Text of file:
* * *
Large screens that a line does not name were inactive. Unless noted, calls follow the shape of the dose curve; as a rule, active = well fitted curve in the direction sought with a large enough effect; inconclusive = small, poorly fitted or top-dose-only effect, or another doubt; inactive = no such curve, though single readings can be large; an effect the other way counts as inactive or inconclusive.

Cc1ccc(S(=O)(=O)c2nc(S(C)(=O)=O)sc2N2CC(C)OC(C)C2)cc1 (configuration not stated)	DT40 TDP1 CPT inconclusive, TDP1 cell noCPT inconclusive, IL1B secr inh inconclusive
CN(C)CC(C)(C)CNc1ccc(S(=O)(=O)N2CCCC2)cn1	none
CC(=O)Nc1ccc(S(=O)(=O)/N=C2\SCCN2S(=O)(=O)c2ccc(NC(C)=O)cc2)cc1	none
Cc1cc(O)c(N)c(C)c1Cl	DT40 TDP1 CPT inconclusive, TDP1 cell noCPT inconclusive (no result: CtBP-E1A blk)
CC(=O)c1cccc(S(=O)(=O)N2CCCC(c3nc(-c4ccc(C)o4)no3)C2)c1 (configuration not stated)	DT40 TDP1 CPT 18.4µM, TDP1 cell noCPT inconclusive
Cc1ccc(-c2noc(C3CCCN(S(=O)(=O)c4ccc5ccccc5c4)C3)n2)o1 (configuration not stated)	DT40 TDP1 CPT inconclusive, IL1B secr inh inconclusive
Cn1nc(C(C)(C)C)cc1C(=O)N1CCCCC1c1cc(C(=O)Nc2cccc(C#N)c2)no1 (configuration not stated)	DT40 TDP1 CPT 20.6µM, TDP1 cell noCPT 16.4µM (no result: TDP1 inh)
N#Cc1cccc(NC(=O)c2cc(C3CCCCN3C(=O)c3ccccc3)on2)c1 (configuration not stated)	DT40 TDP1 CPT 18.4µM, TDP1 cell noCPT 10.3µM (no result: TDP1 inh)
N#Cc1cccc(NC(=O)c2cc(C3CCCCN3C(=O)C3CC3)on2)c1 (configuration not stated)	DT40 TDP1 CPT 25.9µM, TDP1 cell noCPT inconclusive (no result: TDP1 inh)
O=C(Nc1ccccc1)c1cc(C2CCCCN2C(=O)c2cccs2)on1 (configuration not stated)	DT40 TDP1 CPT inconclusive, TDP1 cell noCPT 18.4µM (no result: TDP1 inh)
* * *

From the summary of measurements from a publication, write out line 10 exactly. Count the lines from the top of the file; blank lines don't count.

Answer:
N#Cc1cccc(NC(=O)c2cc(C3CCCCN3C(=O)C3CC3)on2)c1 (configuration not stated)	DT40 TDP1 CPT 25.9µM, TDP1 cell noCPT inconclusive (no result: TDP1 inh)